Whenever the hero whips up a sword, immediately people will think about Ram Charan"s blockbuster Magadheera and even start comparing with the movie. Same was done in case of Shakti and the film turned out to be super duper flop which never happened in NTR"s career. The visuals and posters of Allu Arjun with a sword and he in the attire of an Indian Samurai, made the people to draw same parallel lines again. Of course, Allu Arjun"s commitment in action scenes and dances, besides milky beauty Tamanna"s glamour remained a saving grace for the movie Badrinath.
After undergoing training under the supervision of Bheeshma Narayan (Prakash Raj), Badri (Allu Arjun) becomes the protector of Badrinath temple. Alakananda (Tamanna), an atheist visits Badrinath temple with her millionaire grandfather. Later, a situation leads her to fall in love with Badri. The story takes a new twist after he is given two options - be a bachelor to become the successor for Takshasila Vidya Peetham or quit it for his love Alaka. What happens next will form the crux of the movie.
Performance: Allu Arjun has given his best to the character. He has undergone training in sword fighting and some kind of martial arts for the sake of the role. His physique is manly and is extraordinary in dances. Moreover, he has improved a lot in emotional scenes too. However, he should have taken extra attention towards the dialogue modulation. Otherwise, he is okay as an Indian Samurai. Tamanna has gone overboard in exposing her glamour and delivered lots of oomph in the character. She is sensuous, extremely romantic and sexy. The cinematographer has concentrated on the waistline and belly button in the dances.
Prakash Raj is really wasted in the role. His character is not etched properly. Even the villain character is not properly established. Kelly Dorje, who plays the baddy, is shown as a villain, who has killed over 99 persons, yet he moves on helicopters and lives in a posh villa. But the character is underplayed and the climax fight too is not up to the mark given the directorial talent of a director like VV Vinayak, who is a expert in action films. Comedy track between Krishna Bhagawan, MS Narayana, Brahmanandam and Dharmavarapu Subrahmanyam is also very stale and pale.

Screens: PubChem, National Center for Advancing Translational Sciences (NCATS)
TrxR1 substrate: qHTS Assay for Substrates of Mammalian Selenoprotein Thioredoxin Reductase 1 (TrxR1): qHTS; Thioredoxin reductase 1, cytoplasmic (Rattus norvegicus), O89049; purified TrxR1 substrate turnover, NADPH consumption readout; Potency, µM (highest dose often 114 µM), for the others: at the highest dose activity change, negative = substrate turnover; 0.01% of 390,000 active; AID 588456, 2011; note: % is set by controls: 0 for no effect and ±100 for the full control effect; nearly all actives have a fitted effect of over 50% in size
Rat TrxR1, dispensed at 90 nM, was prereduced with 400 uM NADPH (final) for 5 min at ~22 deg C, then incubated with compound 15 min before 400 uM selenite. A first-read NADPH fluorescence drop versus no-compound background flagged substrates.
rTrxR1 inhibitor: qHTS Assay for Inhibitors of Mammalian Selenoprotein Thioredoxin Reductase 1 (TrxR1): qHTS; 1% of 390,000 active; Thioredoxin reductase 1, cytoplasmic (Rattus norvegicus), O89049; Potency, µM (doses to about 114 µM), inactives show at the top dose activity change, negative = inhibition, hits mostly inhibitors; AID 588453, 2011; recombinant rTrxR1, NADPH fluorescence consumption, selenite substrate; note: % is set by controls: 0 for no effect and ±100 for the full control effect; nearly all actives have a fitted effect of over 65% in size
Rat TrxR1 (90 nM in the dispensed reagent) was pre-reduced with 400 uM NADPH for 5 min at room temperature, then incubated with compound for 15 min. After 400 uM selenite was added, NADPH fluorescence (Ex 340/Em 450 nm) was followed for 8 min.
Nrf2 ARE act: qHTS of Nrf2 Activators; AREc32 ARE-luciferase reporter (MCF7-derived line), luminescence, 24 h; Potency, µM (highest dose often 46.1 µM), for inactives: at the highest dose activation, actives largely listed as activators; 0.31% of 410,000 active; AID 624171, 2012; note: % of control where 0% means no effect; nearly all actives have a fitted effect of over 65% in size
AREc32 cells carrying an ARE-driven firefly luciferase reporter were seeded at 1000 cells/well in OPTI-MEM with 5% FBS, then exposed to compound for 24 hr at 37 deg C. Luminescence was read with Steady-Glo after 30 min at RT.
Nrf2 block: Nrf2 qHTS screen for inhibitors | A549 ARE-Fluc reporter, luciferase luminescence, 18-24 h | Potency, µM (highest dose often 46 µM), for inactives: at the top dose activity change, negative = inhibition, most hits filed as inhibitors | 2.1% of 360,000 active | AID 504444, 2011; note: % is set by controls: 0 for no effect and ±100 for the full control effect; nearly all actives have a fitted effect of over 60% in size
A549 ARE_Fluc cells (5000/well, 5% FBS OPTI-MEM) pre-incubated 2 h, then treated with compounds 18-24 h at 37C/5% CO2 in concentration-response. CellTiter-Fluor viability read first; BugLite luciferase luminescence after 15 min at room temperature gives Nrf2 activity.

Technical: Though the director and writer, Vinayak and Chinni Krishna boasted of a great subject, the film has nothing in it. Neither of them has concentrated on temples or love and were slippery about it. But for the action scenes (of course, which are very gory and there is a lot of bloodshed), and the songs, the film has nothing. Cinematography is poor and in a bad taste, while the editing is average. The screenplay, which has been handled both by Chinni Krishna and VV Vinayak, is very poor and the narration is also not up to the mark. The film might have good openings but the successful run of the film in A grade centres is a big question mark. However, the film, would run successfully in B, C centres. Vinayak makes many mistakes in the direction and he should learn that one had to do some research while taking up some subjects related to Hindu tradition and religion. Mere showcasing the muscles of the hero will not fetch money. The commitment is almost lacking in Badrinath.
Remarks: Don"t make any comparison to Magadheera and watch the film on its own individual merits. Rajamouli did lots of home work and moulded 'Magadheera" as a celluloid wonder, while VV Vinayak mostly depended on Chinnikrishna and took the subject straight from him and moulded it on the celluloid in haste. Watch the film for Allu Arjun and his dance and action scenes and Tamanna"s glamour.
Cast: Allu Arjun, Tamanna, Prakash Raj, Kelly Dorje, Rao Ramesh, Brahmanandam, Krishna Bhagawan, MS Narayana, Dharmavarapu Subrahmanyam, Raghubabu, Tanikella Bharani, Aswini, Geeta Singh, Pragati, and others
Credits: Cinematography – S Ravi Varman, Story – Chinni Krishna, Editing – Gauthamraju, Editor: Gautham Raju, Music – M M Keeravani, Presents – Allu Ramalingaiah, Producer – Allu Aravind, Screenplay, direction – VV Vinayak
Banner: Geetha Arts
Released on: June 10, 2011
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